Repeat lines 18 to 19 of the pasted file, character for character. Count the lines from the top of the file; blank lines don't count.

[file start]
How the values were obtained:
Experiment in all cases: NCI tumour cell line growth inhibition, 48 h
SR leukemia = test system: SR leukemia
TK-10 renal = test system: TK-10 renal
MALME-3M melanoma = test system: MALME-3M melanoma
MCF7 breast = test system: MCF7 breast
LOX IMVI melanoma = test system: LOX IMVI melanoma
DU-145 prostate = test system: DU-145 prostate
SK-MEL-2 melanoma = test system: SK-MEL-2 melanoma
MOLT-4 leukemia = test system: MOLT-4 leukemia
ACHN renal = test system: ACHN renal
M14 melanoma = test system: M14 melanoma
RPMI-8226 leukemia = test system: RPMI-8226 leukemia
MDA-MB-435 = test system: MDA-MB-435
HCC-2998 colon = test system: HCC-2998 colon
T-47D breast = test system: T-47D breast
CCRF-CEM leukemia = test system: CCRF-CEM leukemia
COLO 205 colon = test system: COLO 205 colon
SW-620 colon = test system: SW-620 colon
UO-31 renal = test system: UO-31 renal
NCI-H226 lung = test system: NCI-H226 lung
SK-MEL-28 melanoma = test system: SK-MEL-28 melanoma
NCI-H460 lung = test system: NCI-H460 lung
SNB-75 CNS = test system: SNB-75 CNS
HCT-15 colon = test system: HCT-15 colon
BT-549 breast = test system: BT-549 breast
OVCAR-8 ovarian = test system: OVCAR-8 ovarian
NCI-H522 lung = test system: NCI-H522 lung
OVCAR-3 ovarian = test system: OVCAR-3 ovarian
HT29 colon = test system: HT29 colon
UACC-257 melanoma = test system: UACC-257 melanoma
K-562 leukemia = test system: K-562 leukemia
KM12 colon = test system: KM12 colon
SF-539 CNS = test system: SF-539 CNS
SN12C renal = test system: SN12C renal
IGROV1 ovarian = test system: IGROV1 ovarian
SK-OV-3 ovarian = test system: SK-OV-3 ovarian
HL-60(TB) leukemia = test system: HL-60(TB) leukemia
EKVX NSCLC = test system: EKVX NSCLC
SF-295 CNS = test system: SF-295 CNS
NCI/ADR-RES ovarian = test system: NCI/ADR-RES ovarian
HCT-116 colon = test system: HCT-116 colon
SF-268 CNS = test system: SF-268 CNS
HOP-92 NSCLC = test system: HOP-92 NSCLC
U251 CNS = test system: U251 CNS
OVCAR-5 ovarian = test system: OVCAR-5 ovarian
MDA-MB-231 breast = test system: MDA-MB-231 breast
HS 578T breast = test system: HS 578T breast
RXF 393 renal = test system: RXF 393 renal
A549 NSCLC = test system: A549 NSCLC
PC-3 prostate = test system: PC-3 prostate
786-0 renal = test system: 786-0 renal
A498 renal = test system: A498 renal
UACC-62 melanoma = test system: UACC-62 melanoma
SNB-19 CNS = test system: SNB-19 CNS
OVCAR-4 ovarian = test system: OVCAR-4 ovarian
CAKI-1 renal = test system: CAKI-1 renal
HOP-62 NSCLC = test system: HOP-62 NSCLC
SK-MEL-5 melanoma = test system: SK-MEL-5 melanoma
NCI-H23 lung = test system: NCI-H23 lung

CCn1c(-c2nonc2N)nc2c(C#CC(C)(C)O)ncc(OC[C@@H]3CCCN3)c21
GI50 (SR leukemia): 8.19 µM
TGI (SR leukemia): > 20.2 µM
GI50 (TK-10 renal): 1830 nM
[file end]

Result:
COLO 205 colon = test system: COLO 205 colon
SW-620 colon = test system: SW-620 colon